American Government

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Chapter 8: Interest Groups
1. How many interest groups are involved in the major legislative and executive proposals that come before Congress? There is a diverse array of interest groups that are involved in major legislative and executive proposals in the United States. 2. Business groups may be involved more in what type of issues? Business groups tend to be involved in policy struggles such as tax and regulatory issues. 3. Ideological and advocacy groups may be more involved in what type of issues? These groups are more involved in social issues such as abortion and affirmative action. 4. What are interest groups?

Interest groups are private organizations and voluntary associations that try to influence what the government does. 5. Why do you think they sometimes called pressure groups? I think they are sometimes called pressure groups is because they appear to try to influence everyone to do what they want resulting in the government being pressured to do what they want. 6. James Madison wanted to write the Constitution in such a way as to protect the nation from the evils of what? He wanted to protect this nation from the evils of factions which are groups and parties that try to advance their own interests at the expense of the public good. 7. How did Madison define the term you used for your answer in number 7 above? He defined as “a number of citizens, whether amounting to a majority or minority of the whole, who are united and actuated by some common impulse of passion, or of interest, adverse to the rights of other citizens or the permanent and aggregate interests of the community.” 8. In Madison’s terms, today’s interest groups would be majority or minority factions? Today’s interest groups would be called majority factions in Madison terms. 9. What were the two ways Madison believed that the Constitution controlled minority factions? The two ways Madison believed that the Constitution controlled minority factions is by using elections to fill leadership posts making it difficult for them to prevail. And second by creating a large republic in which the number of interests and factions would naturally multiply, making it difficult for anyone or group to control over the government. 10. There are two schools of thought among democratic theorists about the role of interest groups. What are those two schools? The two schools are one believing that interest groups are a threat to democracy; while the other believes them to be an essential feature of modern democracy. 11. The bedrock principle of democracy is what?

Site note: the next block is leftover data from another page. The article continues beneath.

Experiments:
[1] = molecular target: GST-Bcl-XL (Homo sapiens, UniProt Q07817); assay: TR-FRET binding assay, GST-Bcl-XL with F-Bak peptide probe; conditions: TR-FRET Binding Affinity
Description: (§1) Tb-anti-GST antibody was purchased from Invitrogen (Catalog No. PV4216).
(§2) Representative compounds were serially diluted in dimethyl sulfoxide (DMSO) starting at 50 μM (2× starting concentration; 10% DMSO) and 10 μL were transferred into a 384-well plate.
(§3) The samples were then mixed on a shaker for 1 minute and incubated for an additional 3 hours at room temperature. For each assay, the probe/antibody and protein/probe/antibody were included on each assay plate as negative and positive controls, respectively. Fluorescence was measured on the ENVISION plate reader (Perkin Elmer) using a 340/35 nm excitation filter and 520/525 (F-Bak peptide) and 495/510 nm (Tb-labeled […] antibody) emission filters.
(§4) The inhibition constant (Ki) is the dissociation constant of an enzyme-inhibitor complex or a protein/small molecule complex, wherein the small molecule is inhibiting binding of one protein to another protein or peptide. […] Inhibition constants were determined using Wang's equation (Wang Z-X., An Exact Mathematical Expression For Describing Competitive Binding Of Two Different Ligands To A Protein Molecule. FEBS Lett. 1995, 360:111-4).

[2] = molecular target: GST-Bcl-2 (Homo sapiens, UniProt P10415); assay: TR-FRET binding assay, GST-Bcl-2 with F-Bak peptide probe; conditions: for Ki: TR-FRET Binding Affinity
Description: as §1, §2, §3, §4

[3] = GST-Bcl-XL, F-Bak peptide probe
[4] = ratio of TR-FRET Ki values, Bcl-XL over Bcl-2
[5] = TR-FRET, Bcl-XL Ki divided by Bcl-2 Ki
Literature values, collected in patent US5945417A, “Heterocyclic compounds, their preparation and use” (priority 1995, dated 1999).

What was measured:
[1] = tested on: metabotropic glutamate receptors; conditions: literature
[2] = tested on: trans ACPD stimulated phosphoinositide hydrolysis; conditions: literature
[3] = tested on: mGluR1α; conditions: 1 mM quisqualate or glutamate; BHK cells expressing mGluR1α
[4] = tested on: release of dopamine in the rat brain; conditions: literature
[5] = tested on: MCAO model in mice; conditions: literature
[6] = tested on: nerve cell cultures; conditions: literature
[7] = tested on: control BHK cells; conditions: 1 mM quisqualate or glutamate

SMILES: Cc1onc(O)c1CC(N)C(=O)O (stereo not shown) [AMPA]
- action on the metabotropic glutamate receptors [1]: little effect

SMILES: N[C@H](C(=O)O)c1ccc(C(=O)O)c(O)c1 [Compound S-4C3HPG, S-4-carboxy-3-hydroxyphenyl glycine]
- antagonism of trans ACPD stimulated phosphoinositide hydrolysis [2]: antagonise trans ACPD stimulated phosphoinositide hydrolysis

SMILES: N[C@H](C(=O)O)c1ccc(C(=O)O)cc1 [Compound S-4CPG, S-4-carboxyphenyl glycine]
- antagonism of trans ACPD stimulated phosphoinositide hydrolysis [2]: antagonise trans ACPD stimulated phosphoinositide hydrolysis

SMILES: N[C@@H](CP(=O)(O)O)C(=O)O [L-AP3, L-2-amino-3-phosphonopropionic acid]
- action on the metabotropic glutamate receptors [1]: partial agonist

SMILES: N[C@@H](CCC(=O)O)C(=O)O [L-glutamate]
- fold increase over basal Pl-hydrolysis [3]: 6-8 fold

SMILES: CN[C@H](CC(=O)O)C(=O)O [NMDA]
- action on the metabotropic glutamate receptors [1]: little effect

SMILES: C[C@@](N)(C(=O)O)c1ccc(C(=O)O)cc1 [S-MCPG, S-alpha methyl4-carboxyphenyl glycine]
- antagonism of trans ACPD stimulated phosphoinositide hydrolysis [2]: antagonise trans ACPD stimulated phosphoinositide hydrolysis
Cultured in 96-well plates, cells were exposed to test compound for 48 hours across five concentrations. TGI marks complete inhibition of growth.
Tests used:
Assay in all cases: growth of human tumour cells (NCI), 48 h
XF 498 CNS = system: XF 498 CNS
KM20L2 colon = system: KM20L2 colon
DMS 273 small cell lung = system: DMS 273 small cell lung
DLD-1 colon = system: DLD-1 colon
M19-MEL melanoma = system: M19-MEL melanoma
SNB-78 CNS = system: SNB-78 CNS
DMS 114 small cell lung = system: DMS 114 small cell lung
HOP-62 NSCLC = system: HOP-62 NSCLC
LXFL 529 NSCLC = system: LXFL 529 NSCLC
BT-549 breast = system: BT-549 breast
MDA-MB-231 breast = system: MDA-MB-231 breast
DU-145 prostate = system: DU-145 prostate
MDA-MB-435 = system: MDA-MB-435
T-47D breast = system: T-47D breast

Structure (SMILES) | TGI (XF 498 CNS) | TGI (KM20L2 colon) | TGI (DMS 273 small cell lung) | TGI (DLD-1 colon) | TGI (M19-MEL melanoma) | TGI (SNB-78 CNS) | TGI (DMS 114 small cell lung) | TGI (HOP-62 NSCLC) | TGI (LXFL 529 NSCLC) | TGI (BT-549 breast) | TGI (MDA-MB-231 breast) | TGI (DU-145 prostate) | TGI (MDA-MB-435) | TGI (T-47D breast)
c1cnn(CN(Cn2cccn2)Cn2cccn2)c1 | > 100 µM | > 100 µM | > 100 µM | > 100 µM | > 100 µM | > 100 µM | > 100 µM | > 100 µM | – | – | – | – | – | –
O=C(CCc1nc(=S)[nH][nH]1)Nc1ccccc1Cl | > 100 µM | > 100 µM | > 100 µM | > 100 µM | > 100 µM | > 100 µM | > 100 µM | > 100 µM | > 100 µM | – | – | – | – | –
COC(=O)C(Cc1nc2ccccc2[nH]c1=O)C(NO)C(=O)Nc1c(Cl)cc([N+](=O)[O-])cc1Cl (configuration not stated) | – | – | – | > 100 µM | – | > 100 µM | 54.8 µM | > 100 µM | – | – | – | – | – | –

The bedrock principle of democracy is political equality, which is the notion that every citizen’s voice ought to count equally when making decisions about public policies. 12. The problem with interest groups is that they vary considerably in what? They variably considerably in the level of resources they have available and can bring to bear in the political arena, making some groups more politically influential then others. 13. This fact (mentioned in number 12 above) makes some interest groups what? It makes them more politically influential then other groups. 14. If the answers to numbers 12 and 13 above are true, what effect does this have on the bedrock principal of democracy? It makes the bedrock principle of democracy nonexistent because not everyone is equal in making decisions about public policies. 15. Summarize the argument that says interest groups are an important part of democracy. They say interest groups are an important part of democracy because they are easy to create, people are free to join, it is widely dispersed, and finally interest groups are an important part of democracy because everyone has their views taken into account making this system very democratic. 16. What are private interests?

Private interests are organizations and associations that try to gain protections or material...
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